I don’t know a lot about Detroit. I’m very willing to admit that I haven’t really done my research. I know that they make cars there, and that there were race riots in the sixties, and then everything got dangerous and over a million people left (I don’t know which happened first) and now everyone in the country seems to feel scared and sad and bitter about Detroit. And I know that before my uncle even closed the sale of his house, someone came in and stole all the copper pipes.

At some indeterminate point during my freshman year of college, when, as a dorm dweller, I was in the throes of a bit of a house-obsession, I had stumbled across this website: http://www.100abandonedhouses.com/. What the photographer had captured was cold and crumbling and beautiful and lonely. I returned over and over to stare at the houses, all of which seemed to whisper, in their hundred different voices, I once was.

And then, five years later, on Monday, there I was in Detroit. We were there for less than twenty hours, some of which necessarily involved sleeping, but we walked and we drove and we walked again, and I saw those houses. In my uncle’s neighborhood, children played in the street, ramming into one another happily with their bikes, older siblings bossing and cajoling the younger ones. Houses in good repair and houses still clearly stuck in tough times sat next to houses marked for demolition, and houses with their whole back ends fallen in which were probably still years from the top of the city’s demo list. My dad said the neighborhoods were like a mouth full of broken teeth.

We walked and I stared at the houses. I know so little about architecture that I don’t have the vocabulary to describe what I loved about them. (So much for “words are all I have.”) Most of them were big, some of them huge. Every window and door seemed to be broken or boarded or barred. Some had box air conditioners spilling out of them. There were pillars and many-paned glass windows, and yards full of weeds that looked older than me, and generous front stoops, and turrets with overgrown trees leaning into them, and sloping slate roofs, and stone facades with bullet wounds, and gingerbread molding, and gables that sagged like sleeping eyes, and intricate brickwork, and worn steps adorned with enormous concrete fleurs-de-lis and lions, brought in to urge tired houses on to former glory. We walked and we looked and every time my mom said, “Oh, it’s so sad,” I found myself saying, “Oh, it’s so pretty.”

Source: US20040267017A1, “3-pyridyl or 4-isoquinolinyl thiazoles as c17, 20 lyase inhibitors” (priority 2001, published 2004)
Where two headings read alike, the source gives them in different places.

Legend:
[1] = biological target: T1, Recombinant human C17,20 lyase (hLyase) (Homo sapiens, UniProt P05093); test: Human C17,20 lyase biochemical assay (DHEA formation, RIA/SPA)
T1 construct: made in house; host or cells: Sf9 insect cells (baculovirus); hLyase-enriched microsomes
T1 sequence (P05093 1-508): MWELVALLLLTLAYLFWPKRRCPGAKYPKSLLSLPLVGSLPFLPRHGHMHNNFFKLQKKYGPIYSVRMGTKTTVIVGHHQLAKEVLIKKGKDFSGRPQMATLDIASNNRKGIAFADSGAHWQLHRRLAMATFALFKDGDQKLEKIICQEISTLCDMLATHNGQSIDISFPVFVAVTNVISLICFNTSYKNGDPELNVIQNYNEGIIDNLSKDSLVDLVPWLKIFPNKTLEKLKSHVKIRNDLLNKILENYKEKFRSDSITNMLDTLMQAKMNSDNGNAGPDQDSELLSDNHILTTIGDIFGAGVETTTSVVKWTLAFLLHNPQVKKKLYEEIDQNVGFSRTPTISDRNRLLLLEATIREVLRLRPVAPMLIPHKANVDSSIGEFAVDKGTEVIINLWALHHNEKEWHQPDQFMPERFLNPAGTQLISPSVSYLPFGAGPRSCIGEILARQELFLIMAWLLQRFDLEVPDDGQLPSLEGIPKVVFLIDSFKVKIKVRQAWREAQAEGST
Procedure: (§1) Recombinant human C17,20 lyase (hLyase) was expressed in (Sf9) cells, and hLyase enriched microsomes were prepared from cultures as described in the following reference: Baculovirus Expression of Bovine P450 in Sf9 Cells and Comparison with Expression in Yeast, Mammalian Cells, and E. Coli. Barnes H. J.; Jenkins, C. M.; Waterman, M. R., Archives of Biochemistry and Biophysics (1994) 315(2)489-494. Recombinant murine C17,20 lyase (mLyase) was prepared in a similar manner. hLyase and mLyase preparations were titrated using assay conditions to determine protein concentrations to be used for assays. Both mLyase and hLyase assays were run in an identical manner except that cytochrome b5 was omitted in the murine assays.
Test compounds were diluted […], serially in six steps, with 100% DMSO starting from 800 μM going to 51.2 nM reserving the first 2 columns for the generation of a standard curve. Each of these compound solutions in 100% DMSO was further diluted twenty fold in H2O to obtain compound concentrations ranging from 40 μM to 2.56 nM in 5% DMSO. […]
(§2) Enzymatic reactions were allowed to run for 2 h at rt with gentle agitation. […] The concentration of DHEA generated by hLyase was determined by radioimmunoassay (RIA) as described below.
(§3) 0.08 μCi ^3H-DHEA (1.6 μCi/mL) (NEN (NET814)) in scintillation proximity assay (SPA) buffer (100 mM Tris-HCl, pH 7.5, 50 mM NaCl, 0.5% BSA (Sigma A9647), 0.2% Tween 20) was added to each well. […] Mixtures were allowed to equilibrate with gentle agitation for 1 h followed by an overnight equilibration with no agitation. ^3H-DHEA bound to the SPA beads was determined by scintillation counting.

People who saw us from their porches or their cars looked and waved at the gawking white people with friendly confusion, like we were desert animals wandered into the tundra. One lady named Addie Tyson, age ninety-one, stopped us and talked almost non-stop for twenty minutes, mostly about how proud she was to live in the house she lived in, and then wanted to give me a hug, largely, I think, motivated by her surprise that I was twenty-four, and not fifteen, like she had thought. We walked on and saw several pit bulls, one happily roaming free.